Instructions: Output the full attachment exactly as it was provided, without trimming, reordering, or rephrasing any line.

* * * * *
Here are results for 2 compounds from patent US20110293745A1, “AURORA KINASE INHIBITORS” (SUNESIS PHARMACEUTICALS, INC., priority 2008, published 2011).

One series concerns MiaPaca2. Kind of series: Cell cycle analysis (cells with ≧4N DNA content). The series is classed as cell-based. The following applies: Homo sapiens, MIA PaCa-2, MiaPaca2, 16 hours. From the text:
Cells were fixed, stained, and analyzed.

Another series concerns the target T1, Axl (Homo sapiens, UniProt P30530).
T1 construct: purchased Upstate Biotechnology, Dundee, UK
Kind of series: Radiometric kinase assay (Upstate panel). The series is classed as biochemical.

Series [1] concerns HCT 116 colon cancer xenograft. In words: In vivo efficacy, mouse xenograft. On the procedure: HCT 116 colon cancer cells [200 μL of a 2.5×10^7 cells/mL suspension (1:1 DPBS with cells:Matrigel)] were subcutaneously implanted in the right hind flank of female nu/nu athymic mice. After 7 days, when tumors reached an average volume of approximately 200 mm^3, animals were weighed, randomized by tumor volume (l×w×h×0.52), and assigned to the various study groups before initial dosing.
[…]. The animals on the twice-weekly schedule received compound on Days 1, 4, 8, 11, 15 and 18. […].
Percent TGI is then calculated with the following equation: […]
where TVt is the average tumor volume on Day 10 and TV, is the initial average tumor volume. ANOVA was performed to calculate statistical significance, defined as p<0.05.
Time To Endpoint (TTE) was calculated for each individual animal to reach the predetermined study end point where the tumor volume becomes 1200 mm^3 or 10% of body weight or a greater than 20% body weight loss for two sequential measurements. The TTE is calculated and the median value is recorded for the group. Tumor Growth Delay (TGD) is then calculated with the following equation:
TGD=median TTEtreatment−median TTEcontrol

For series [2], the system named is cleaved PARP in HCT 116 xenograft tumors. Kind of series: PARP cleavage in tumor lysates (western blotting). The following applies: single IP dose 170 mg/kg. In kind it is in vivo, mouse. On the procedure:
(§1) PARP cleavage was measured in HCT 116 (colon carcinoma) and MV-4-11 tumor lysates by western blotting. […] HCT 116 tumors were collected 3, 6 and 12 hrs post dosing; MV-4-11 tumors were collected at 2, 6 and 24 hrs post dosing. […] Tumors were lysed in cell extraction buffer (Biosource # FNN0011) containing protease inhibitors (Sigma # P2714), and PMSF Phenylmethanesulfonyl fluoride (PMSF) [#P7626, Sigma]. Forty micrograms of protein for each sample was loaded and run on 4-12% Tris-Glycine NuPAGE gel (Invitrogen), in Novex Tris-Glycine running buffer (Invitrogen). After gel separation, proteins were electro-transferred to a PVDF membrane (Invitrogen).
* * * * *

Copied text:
Here are results for 2 compounds from patent US20110293745A1, “AURORA KINASE INHIBITORS” (SUNESIS PHARMACEUTICALS, INC., priority 2008, published 2011).

One series concerns MiaPaca2. Kind of series: Cell cycle analysis (cells with ≧4N DNA content). The series is classed as cell-based. The following applies: Homo sapiens, MIA PaCa-2, MiaPaca2, 16 hours. From the text:
Cells were fixed, stained, and analyzed.

Another series concerns the target T1, Axl (Homo sapiens, UniProt P30530).
T1 construct: purchased Upstate Biotechnology, Dundee, UK
Kind of series: Radiometric kinase assay (Upstate panel). The series is classed as biochemical.

Series [1] concerns HCT 116 colon cancer xenograft. In words: In vivo efficacy, mouse xenograft. On the procedure: HCT 116 colon cancer cells [200 μL of a 2.5×10^7 cells/mL suspension (1:1 DPBS with cells:Matrigel)] were subcutaneously implanted in the right hind flank of female nu/nu athymic mice. After 7 days, when tumors reached an average volume of approximately 200 mm^3, animals were weighed, randomized by tumor volume (l×w×h×0.52), and assigned to the various study groups before initial dosing.
[…]. The animals on the twice-weekly schedule received compound on Days 1, 4, 8, 11, 15 and 18. […].
Percent TGI is then calculated with the following equation: […]
where TVt is the average tumor volume on Day 10 and TV, is the initial average tumor volume. ANOVA was performed to calculate statistical significance, defined as p<0.05.
Time To Endpoint (TTE) was calculated for each individual animal to reach the predetermined study end point where the tumor volume becomes 1200 mm^3 or 10% of body weight or a greater than 20% body weight loss for two sequential measurements. The TTE is calculated and the median value is recorded for the group. Tumor Growth Delay (TGD) is then calculated with the following equation:
TGD=median TTEtreatment−median TTEcontrol

For series [2], the system named is cleaved PARP in HCT 116 xenograft tumors. Kind of series: PARP cleavage in tumor lysates (western blotting). The following applies: single IP dose 170 mg/kg. In kind it is in vivo, mouse. On the procedure:
(§1) PARP cleavage was measured in HCT 116 (colon carcinoma) and MV-4-11 tumor lysates by western blotting. […] HCT 116 tumors were collected 3, 6 and 12 hrs post dosing; MV-4-11 tumors were collected at 2, 6 and 24 hrs post dosing. […] Tumors were lysed in cell extraction buffer (Biosource # FNN0011) containing protease inhibitors (Sigma # P2714), and PMSF Phenylmethanesulfonyl fluoride (PMSF) [#P7626, Sigma]. Forty micrograms of protein for each sample was loaded and run on 4-12% Tris-Glycine NuPAGE gel (Invitrogen), in Novex Tris-Glycine running buffer (Invitrogen). After gel separation, proteins were electro-transferred to a PVDF membrane (Invitrogen).